This Shabbat follows the anniversary of Roe v. Wade, the landmark decision that legalized abortion. In many synagogues this Shabbat is called “Repro Shabbat,” and is observed as a time for education on Jewish views of reproductive rights.
It would be easy in the United States to listen to the debate on abortion rights and think that the religious view of abortion is that life begins at conception, and on that basis to oppose abortions in all cases. This week’s parsha reminds us that Jewish law takes a different view, and that our religion supports reproductive freedom. Our religious liberties, our health, and our rights to privacy are all part of the abortion debate.
Across our community, we may hold differing views on abortion and on matters of reproductive health ranging from sex education to period product equity, and even on the question of when life begins. However, this week’s Torah portion, Mishpatim, makes clear that under Jewish law, the existing life of the pregnant person is viewed differently than that of the fetus, which is not granted personhood. Exodus 21:22-23 tells us that if the person who is pregnant is murdered, “the penalty shall be life for life.” But “When men fight, and one of them pushes a pregnant woman and a miscarriage results, but no other damage ensues, the one responsible shall be fined.” Jewish law does not see the loss of a fetus as the loss of a human life.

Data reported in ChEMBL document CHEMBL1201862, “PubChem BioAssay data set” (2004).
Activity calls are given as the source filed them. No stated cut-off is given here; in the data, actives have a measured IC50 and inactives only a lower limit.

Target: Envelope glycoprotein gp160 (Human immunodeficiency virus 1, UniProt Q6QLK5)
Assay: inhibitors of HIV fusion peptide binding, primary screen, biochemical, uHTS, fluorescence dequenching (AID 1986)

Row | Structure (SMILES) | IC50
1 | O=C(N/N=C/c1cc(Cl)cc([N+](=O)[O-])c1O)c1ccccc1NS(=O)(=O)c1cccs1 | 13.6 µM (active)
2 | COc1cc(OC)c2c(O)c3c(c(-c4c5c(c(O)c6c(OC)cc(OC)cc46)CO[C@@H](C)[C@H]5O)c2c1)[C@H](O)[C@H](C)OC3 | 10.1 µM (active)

Since Jewish law permits and, in some cases, even requires abortion to save the life of the parent, a law that limits the right to abortion interferes with our practice of Judaism. This is a violation of the First Amendment’s Establishment Clause and protection of religious freedom. Taken further, when a healthcare provider denies care on the basis of “religious beliefs” – they are violating our religious beliefs and our First Amendment rights.
The Women of Reform Judaism is at the forefront of advocacy for reproductive rights and Jewish values. The North American Vice President (Advocacy) of the Women of Reform Judaism is a member of our Temple, Shoshana Dweck. Feel free to reach out to Shoshana if you are interested in advocacy on this issue. Additionally, Jewish source materials and action opportunities on this issue can be found on the WRJ website.
Rabbi David Wilfond